One of my clients emailed today for guidance on what to charge her first customer. Here’s the advice I gave.

Dear XXXX,

Glad you reached out on this. Sounds like an exciting conversation.

Like most things in startups, there is no ‘perfect answer’ on pricing. But a few thoughts:

  • At scale, pricing is obv determined by the clearing price on the supply/demand curve. We can get fancy in testing and optimization scale but not yet.
  • In growth mode, we’ll want to prob subsidize price in favor of growth to aggressively gain market share and to enjoy (hopefully) some word-of-mouth benefit from more customers talking about the product
  • In early days (ie now) I wouldn’t sweat pricing to much. In essence, each sale right now is a custom enterprise sale where we really want/need to get the customer (if they are a right fit) for learning. So maximizing income from the customer is quite secondary.

That said, no reason to give away the farm nor give away the product for free. I’d learn what they will pay and offer it at or below that price. Easier said than done, but not too hard.

Before offering a price at all, I’d suggest focusing on learning from the customer. Ask all the questions you can think of. How much value do they see in the solution? How much will it save them from the alternative?

You can even ask crazy questions like what would they like or expect to pay. You might get numbers higher than you were thinking.

If you don’t, I wouldn’t sweat nailing pricing on the first 10 customers. Make sure you don’t bankrupt us by giving way too much costly service at a loss, but don’t sweat maximizing our take on value in early days. More than anything we need 10 customers who love the product and who will be references. At Twenty20, or first 10 customers paid anywhere from $0.01 to $100 per image. We later settled on an offering of $2 per image as we scaled. It didn’t matter what those first 10 paid, they were learning for us.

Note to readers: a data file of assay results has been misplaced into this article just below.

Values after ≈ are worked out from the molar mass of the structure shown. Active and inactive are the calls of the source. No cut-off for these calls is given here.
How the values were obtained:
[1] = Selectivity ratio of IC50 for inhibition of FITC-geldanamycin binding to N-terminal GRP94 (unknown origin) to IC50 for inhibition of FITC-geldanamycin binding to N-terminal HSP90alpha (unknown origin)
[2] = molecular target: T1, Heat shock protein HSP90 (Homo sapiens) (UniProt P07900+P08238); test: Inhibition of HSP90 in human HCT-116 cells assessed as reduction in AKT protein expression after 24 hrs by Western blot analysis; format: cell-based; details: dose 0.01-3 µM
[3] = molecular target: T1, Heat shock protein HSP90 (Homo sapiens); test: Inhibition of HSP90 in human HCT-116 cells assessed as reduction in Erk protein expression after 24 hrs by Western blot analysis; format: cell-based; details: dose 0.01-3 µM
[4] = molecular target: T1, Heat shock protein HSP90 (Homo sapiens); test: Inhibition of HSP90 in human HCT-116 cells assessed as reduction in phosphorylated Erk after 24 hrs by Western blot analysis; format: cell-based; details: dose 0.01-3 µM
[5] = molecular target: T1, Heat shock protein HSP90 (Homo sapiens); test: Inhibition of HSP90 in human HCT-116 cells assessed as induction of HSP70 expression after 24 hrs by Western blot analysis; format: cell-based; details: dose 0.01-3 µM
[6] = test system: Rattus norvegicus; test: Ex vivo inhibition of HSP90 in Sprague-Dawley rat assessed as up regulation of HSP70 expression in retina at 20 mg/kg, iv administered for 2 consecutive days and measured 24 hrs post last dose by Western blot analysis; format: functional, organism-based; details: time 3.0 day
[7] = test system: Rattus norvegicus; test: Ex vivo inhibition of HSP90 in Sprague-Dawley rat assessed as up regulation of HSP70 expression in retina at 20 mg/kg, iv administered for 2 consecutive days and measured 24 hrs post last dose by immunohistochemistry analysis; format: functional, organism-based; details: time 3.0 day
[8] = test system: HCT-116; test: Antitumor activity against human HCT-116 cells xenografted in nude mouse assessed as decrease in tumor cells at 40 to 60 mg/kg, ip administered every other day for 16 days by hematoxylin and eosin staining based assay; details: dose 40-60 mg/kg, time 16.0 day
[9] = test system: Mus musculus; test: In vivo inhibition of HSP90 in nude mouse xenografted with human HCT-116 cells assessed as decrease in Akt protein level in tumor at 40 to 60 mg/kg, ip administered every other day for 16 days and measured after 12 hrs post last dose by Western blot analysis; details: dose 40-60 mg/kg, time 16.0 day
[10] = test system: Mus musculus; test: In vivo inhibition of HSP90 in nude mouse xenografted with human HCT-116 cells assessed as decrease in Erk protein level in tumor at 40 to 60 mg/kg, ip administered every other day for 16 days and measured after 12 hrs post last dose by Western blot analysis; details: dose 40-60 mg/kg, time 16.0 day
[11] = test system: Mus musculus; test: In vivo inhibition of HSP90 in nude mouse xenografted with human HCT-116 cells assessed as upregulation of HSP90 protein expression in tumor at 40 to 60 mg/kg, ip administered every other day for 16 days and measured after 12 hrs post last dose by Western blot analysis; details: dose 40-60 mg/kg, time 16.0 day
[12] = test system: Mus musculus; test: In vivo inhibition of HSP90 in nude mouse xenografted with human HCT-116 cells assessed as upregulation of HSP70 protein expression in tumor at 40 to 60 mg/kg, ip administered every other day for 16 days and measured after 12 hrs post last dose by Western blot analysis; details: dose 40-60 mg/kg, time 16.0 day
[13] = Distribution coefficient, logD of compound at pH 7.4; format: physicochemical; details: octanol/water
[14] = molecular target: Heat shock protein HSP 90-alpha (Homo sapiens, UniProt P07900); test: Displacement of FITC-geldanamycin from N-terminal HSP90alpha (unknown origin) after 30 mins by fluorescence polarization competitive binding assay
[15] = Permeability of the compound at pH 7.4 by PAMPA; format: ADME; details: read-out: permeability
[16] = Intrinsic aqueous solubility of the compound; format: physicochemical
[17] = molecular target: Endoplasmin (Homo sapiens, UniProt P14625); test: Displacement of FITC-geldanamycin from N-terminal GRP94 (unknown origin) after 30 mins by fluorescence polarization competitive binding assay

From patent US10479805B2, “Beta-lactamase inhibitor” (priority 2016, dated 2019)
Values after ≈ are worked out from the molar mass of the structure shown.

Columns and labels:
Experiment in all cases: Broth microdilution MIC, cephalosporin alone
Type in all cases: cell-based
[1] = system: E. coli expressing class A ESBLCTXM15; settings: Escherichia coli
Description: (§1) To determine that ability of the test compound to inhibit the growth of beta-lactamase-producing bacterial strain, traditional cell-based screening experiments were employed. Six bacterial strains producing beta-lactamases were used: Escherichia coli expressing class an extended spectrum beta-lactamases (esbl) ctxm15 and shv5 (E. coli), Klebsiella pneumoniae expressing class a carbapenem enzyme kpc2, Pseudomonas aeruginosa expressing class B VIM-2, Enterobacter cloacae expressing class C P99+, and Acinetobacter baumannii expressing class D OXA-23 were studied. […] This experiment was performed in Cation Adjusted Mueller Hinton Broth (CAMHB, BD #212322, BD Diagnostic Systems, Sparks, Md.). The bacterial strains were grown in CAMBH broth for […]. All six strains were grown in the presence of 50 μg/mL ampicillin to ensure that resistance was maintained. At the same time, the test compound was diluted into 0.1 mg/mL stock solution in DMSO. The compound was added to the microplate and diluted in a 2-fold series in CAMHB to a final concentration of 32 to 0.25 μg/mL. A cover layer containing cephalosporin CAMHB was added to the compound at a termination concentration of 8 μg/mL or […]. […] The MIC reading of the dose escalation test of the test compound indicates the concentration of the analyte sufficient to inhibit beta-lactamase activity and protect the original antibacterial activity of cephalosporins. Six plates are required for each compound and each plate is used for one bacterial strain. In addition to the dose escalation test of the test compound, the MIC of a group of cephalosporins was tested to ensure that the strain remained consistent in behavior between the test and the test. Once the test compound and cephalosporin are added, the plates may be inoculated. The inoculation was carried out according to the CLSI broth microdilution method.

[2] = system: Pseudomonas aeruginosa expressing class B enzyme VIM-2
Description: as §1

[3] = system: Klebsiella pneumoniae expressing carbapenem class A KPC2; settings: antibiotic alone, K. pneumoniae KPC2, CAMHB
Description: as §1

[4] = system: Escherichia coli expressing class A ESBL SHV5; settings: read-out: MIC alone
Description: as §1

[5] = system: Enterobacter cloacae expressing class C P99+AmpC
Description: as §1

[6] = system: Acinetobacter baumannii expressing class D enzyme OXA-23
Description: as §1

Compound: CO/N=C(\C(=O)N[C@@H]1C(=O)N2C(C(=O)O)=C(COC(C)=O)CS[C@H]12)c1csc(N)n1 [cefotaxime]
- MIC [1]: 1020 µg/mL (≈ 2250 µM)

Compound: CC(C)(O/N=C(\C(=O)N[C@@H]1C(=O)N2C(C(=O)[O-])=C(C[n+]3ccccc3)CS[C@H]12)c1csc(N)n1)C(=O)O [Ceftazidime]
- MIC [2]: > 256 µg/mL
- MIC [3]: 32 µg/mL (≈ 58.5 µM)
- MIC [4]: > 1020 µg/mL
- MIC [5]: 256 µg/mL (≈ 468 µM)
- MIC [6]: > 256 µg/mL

Once we have 5–10 customers who love the product and with whom we have a lot of trust, they will tell us a lot about how to price.
We’ll take those 10 reference customers, and all the learning on the value they see in the product, and use it to inform V2 of our pricing going forward.
As we scale from 20–100 customers, we can get way more sophisticated about our pricing testing. And shape our V3, V4, etc. pricing.

In short, you might make the Thu meeting an opportunity to get super curious about how they see the value and what they’d expect to pay. Ideally you can do that without you putting numbers forward. We can then regroup Sat if you like about a proposal.

Pricing in early days is all negotiation. The best resource out there IMO on negotiation is Never Split the Difference. My buddy Yanda did a cheat sheet for the book here.

Good luck and looking forward to chatting Saturday!

Cheers,

Matt